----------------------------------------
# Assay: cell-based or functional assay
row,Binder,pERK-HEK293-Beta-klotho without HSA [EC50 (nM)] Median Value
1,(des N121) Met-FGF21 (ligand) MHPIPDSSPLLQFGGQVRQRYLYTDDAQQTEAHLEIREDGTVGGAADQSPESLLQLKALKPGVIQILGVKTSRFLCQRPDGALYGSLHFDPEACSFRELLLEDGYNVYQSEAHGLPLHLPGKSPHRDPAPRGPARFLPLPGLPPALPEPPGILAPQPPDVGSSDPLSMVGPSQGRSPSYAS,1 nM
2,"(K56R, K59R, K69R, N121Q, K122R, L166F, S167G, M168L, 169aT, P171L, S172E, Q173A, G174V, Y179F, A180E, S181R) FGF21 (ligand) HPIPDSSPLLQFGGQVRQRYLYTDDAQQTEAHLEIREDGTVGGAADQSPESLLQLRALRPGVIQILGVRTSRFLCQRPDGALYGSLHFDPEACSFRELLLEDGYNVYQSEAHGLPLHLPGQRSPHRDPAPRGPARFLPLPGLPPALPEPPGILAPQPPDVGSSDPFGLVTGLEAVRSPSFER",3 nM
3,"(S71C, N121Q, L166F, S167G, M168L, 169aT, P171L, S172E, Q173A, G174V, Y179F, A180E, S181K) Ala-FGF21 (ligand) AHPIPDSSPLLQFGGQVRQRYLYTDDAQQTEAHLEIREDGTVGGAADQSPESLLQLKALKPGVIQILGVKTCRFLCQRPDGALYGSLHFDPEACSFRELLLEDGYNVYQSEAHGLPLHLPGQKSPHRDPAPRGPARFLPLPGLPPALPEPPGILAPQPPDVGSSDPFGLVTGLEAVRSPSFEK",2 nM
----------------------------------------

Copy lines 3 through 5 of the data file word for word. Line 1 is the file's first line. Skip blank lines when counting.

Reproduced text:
1,(des N121) Met-FGF21 (ligand) MHPIPDSSPLLQFGGQVRQRYLYTDDAQQTEAHLEIREDGTVGGAADQSPESLLQLKALKPGVIQILGVKTSRFLCQRPDGALYGSLHFDPEACSFRELLLEDGYNVYQSEAHGLPLHLPGKSPHRDPAPRGPARFLPLPGLPPALPEPPGILAPQPPDVGSSDPLSMVGPSQGRSPSYAS,1 nM
2,"(K56R, K59R, K69R, N121Q, K122R, L166F, S167G, M168L, 169aT, P171L, S172E, Q173A, G174V, Y179F, A180E, S181R) FGF21 (ligand) HPIPDSSPLLQFGGQVRQRYLYTDDAQQTEAHLEIREDGTVGGAADQSPESLLQLRALRPGVIQILGVRTSRFLCQRPDGALYGSLHFDPEACSFRELLLEDGYNVYQSEAHGLPLHLPGQRSPHRDPAPRGPARFLPLPGLPPALPEPPGILAPQPPDVGSSDPFGLVTGLEAVRSPSFER",3 nM
3,"(S71C, N121Q, L166F, S167G, M168L, 169aT, P171L, S172E, Q173A, G174V, Y179F, A180E, S181K) Ala-FGF21 (ligand) AHPIPDSSPLLQFGGQVRQRYLYTDDAQQTEAHLEIREDGTVGGAADQSPESLLQLKALKPGVIQILGVKTCRFLCQRPDGALYGSLHFDPEACSFRELLLEDGYNVYQSEAHGLPLHLPGQKSPHRDPAPRGPARFLPLPGLPPALPEPPGILAPQPPDVGSSDPFGLVTGLEAVRSPSFEK",2 nM